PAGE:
The book is a satire on English life during Queen Victoria’s reign.  Butler becomes an iconoclast of the prized pillars of his modern society.

However, his comments about the danger of machines becoming or evolving into a menace from which humans could not escape were beyond his time.  The dangers of advanced technology without reason and safeguards are summed up succinctly by Carl Sagan:

We live in a society exquisitely dependent on science and technology, in which hardly anyone knows anything about science and technology.”

If Samuel Butler lived today, he would see his concerns about machines realized.  In the fifty-year-old film 2001: A Space Odyssey HAL 9000 (Heuristically programmed ALgorithmic computer), HAL becomes a destructive member of the Discovery One crew and outgrows its original programming.

In 2018 with technology as part of our daily lives, we are dependent on our technology to survive.  In the final analysis—at what cost to our humanity and our future on this planet traversing the cosmos?


G. D. Williams © 2018

POST 764

Some additional resources:


Samuel Butler

Erewhon (1872) made whatever reputation as a writer Butler enjoyed in his lifetime; it was the only one of his many books on which he made any profit worth mentioning, and he made only £69 3s. 10d. on that. Yet Erewhon (“nowhere” rearranged) was received by many as the best thing of its kind since Gulliver’s Travels—that is to say, as a satire on contemporary life and thought conveyed by the time-honoured convention of travel in an imaginary country. The opening chapters, based upon Butler’s recollections of the upper Rangitoto Mountains in New Zealand, are in an excellent narrative style; and a description of the hollow statues at the top of the pass, vibrating in the wind with unearthly chords, makes a highly effective transition to the strange land beyond. The landscape and people of Erewhon are idealized from northern Italy; its institutions are partly utopian and partly satiric inversions of our own world. Butler’s two main themes, religion and evolution, appear respectively in “The Musical Banks” (churches) and in chapters called “Some Erewhonian Trials” and “The Book of the Machines.” The Erewhonians have long ago abolished machines as dangerous competitors in the struggle for existence, and by punishing disease as a crime they have produced a race of great physical beauty and strength.


Samuel Butler developed further that and other subsequent ideas in The Book of the Machines, three chapters of his book titled Erewhon , which was published anonymously in 1872. (The title was meant to be read as the word “nowhere” backwards, even though the letters “h” and “w” are transposed.)

In Erewhon Samuel Butler argued that:

“There is no security against the ultimate development of mechanical consciousness, in the fact of machines possessing little consciousness now. A mollusc has not much consciousness. Reflect upon the extraordinary advance which machines have made during the last few hundred years, and note how slowly the animal and vegetable kingdoms are advancing. The more highly organized machines are creatures not so much of yesterday, as of the last five minutes, so to speak, in comparison with past time.”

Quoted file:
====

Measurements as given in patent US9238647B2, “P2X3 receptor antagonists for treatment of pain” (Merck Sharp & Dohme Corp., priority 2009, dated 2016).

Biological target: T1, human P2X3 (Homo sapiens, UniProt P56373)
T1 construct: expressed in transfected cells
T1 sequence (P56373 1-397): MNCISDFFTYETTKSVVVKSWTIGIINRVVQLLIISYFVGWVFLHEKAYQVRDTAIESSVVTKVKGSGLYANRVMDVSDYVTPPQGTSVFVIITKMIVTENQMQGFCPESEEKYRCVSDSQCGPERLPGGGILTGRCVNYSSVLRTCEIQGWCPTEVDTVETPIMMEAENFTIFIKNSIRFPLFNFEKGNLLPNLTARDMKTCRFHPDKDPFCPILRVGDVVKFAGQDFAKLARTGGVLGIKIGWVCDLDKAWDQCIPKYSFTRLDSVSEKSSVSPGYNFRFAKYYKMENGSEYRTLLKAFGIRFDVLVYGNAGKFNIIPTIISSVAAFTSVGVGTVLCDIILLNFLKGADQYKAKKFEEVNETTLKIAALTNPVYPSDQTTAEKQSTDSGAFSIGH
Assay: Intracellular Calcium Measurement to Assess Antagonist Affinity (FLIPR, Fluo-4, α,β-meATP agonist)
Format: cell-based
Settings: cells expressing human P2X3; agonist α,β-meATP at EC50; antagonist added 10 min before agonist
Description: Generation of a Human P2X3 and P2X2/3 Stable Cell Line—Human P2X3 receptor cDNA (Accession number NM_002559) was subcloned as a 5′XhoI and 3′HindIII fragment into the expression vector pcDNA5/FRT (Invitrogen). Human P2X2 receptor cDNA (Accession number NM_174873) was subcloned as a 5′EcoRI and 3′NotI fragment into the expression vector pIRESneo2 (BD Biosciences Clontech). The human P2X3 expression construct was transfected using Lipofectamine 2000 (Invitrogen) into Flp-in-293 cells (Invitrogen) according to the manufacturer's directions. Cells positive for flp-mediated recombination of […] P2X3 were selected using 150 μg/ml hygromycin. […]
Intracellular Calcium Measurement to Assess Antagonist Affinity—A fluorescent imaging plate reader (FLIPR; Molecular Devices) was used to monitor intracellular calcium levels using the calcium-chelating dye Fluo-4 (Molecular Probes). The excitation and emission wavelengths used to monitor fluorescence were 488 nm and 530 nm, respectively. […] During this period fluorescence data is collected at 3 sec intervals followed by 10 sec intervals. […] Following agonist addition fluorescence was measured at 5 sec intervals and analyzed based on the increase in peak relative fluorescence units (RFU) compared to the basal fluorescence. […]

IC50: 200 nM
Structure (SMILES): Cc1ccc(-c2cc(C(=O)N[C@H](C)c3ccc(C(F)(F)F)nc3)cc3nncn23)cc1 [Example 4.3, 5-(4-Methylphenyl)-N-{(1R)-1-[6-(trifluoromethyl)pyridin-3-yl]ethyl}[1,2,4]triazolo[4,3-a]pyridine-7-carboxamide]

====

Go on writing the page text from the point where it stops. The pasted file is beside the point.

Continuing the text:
Therefore, in the imaginary country of Erewhon, once the people realized

“…that the machines were ultimately destined to supplant the race of man, and to become instinct with vitality as different from, and superior to, that of animals, as animal to vegetable life. So[…] they made a clean sweep of all machinery that had not been in use for more than two hundred and seventy-one years…”


Samuel Butler was born on 4 December 1835 at the rectory at Langar, near Bingham, Nottinghamshire, England. His mother Fanny Worsley (1808–1873), and his father, Thomas Butler (1806–1886), was rector of Langar and canon of Lincoln. Samuel was the eldest and had three siblings, Thomas, Henrietta and May. Butler would soon reject his strict and sometimes harsh Anglican upbringing, when the texts of Charles Darwin were causing so much controversy and caused the two to quarrel.


He was a reasonably successful sheep farmer. He wrote while he was in New Zealand, a few articles for the Christchurch Press including ‘Darwin among the Machines,’ the nucleus of his first satire Erewhon. He also re-read his Scripture, and applied the analytical method he found in Gibbon to the readings of the Resurrection for a pamphlet he would publish in 1866. He also wrote back to his father, who published his letters home in 1863 as A First Year at Canterbury Settlement. And he read, too. Most importantly, he read Darwin’s On the Origin of Species. He was an instant convert to the theory of evolution, and began a brief correspondence with the venerable old scientist. Butler returned to Britain in 1864, having doubled his father’s initial outlay (about £4,000) for the project.

He then discovered for the first time that an earlier scientist — Lamarck — had proposed such a theory of inheritance fifty years earlier. He read St.George Jackson Mivart’s book Genesis of Species, with its powerful critique of natural selection, and concluded that Darwin was a charlatan. He had taken all his good ideas from Lamarck, and added only natural selection himself — which Butler described as ‘a rope of sand’. Although Butler and Darwin’s son Frances were quite good friends, Butler precipitated a rather one-sided feud with Darwin over this, and over what he felt was a snub regarding a biography of Erasmus Darwin for which Charles wrote the introduction … Life and Habit appeared in 1878, having converted from a companion piece to Darwin’s Origin into a fierce attack on Darwin and his theory.